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AFC West: Raiders, Chiefs battle for throne

In the 1960s and early ’70s, the Kansas City Chiefs and Oakland Raiders waged the best rivalry in football. Each was a Super Bowl contender on an annual basis, boasting a host of Hall of Famers including George Blanda, Art Shell, Gene Upshaw, Fred Biletnikoff, Ken Stabler, John Madden, Hank Stram, Jan Stenerud, Len Dawson, Emmitt Thomas, Bobby Bell, Willie Lanier and others. You get the point. They were damn good teams.

However, the rivalry has fallen off since, sans a brief period in the ’90s. Both teams took a decided turn for the worst, but things are looking up for both. Kansas City has reached the playoffs in three of the past four seasons, while the Raiders qualified for the postseason last year for the first time since 2002.

Now, the foes are the two main characters in the AFC West drama this year. The two teams couldn’t be more different from each other, with the Raiders featuring a high-powered offense while the Chiefs are defined by their bruising defense. Oakland has long been seen as the renegade outpost of the NFL, while Kansas City puts forth an idea of prim and proper, even in a game of brutes.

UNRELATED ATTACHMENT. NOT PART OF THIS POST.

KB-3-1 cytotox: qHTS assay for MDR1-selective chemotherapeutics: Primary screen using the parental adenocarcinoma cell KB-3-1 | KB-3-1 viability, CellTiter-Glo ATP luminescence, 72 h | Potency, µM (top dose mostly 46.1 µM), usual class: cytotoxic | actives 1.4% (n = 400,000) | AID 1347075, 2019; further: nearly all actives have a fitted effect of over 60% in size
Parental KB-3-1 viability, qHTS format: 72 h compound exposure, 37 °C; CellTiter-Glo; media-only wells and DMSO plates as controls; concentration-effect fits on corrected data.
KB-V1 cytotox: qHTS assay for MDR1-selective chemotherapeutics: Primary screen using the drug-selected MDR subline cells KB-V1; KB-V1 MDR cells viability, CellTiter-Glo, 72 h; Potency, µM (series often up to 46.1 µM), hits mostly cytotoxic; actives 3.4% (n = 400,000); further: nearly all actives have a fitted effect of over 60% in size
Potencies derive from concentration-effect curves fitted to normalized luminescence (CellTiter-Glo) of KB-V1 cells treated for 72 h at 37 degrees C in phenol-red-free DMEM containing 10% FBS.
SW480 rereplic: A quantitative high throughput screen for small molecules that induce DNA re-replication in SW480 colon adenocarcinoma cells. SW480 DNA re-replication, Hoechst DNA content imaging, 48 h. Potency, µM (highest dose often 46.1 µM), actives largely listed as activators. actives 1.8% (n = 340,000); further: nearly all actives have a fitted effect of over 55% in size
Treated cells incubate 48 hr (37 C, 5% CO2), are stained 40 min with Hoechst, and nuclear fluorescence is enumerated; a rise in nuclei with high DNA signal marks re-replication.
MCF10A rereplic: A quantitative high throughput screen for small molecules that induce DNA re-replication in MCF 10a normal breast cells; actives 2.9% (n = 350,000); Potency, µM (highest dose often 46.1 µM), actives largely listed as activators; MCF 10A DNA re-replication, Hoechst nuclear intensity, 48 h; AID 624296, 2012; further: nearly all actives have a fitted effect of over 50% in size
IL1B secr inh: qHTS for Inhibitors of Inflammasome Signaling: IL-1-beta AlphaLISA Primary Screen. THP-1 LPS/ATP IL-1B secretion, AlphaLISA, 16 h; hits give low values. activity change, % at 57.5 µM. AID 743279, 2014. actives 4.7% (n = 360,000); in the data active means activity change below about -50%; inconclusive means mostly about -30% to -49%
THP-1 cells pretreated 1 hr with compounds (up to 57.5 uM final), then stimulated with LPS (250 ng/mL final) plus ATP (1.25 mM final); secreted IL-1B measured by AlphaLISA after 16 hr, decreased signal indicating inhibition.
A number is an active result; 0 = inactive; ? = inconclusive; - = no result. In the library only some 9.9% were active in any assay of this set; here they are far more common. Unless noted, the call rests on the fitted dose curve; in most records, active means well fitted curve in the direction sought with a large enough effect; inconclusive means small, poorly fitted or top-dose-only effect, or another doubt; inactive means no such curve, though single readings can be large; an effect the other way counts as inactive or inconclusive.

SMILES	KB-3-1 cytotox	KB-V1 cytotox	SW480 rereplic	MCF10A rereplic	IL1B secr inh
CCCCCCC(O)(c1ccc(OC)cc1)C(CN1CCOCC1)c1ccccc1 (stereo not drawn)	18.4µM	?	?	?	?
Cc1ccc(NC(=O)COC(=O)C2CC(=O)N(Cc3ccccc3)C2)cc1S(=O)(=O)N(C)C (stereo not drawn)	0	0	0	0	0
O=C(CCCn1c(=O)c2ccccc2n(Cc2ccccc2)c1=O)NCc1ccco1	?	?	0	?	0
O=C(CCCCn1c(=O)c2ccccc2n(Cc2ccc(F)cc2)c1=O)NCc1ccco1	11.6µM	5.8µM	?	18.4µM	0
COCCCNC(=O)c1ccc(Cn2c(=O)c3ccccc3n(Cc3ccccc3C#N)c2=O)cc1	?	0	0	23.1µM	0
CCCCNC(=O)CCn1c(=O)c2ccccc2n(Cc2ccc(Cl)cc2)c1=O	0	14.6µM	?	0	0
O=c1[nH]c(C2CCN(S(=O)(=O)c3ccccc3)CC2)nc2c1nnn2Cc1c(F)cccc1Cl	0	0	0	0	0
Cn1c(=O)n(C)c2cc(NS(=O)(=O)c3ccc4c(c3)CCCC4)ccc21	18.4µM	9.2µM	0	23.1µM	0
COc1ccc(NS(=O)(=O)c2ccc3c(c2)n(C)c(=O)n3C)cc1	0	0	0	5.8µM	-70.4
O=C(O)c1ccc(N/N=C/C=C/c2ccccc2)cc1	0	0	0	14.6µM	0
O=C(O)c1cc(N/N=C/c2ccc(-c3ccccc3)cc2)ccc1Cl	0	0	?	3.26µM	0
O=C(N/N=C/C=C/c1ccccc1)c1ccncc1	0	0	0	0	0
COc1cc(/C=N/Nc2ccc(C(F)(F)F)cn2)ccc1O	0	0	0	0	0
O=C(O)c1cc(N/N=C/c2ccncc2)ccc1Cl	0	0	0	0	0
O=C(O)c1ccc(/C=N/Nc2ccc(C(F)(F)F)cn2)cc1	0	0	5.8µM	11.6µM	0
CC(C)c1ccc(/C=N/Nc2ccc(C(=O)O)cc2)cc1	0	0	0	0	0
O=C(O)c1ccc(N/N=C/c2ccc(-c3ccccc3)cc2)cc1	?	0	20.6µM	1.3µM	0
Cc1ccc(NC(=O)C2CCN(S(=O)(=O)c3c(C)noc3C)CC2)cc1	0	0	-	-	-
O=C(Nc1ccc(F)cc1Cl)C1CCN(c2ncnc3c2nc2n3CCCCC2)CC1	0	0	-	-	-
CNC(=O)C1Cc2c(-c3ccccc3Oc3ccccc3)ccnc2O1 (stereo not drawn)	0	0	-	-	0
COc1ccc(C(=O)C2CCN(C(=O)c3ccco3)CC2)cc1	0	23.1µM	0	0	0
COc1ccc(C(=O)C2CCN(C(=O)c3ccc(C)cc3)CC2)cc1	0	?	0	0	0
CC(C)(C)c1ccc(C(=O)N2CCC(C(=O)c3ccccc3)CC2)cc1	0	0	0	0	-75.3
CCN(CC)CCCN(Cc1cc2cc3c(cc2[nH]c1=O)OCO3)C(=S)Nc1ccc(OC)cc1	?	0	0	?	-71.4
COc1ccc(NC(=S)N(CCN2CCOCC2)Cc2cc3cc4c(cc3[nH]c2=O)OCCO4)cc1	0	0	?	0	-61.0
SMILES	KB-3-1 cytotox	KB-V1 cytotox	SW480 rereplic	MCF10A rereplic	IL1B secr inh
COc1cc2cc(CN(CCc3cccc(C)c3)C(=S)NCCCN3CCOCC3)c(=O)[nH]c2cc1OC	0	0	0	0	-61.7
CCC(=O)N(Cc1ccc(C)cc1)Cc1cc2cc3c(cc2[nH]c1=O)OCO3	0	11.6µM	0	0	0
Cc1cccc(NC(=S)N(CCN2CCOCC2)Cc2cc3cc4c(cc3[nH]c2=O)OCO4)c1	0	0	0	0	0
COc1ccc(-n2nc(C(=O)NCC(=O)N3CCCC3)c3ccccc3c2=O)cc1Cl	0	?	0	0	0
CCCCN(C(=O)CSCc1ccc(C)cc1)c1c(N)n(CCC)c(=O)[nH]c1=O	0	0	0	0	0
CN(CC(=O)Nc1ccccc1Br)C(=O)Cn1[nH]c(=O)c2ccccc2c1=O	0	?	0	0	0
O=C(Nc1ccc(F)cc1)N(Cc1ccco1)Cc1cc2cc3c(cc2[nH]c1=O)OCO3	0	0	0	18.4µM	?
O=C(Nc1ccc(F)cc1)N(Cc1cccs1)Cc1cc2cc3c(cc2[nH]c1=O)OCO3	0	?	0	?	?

The two are clear favorites to win the West and get back into the playoffs, but they will have company. The Chargers are finally settled in Los Angeles — albeit in a 27,000-seat barn known as the StubHub Center — instead of having to worry about looming relocation from San Diego. The Chargers have ample talent on both sides of the ball, with budding superstars in Hunter Henry, Melvin Gordon and Joey Bosa. If Los Angeles could find good health this season, there is real hope to enjoy a winning campaign.

Meanwhile, the Denver Broncos might be the  biggest wild card of the group. Denver is the only team in the West with an unsettled quarterback situation, as it enters training camp with a battle between Trevor Siemian and Paxton Lynch. Lynch, a 2016 first-round pick, is the favorite to get the job, especially after Siemian completed less than 60 percent of this passes last season. Still, questions remain as to whether either are good enough to get the Broncos back into serious contention, after they missed the playoffs in 2016 for the first time in the John Elway era.

For many moons, the West was ruled by the Broncos and Chargers, while the Chiefs and Raiders languished far in the distance. Today, all four have hope and dreams of playing deep into January, but it is Kansas City and Oakland who remain most likely to realize those ambitions.

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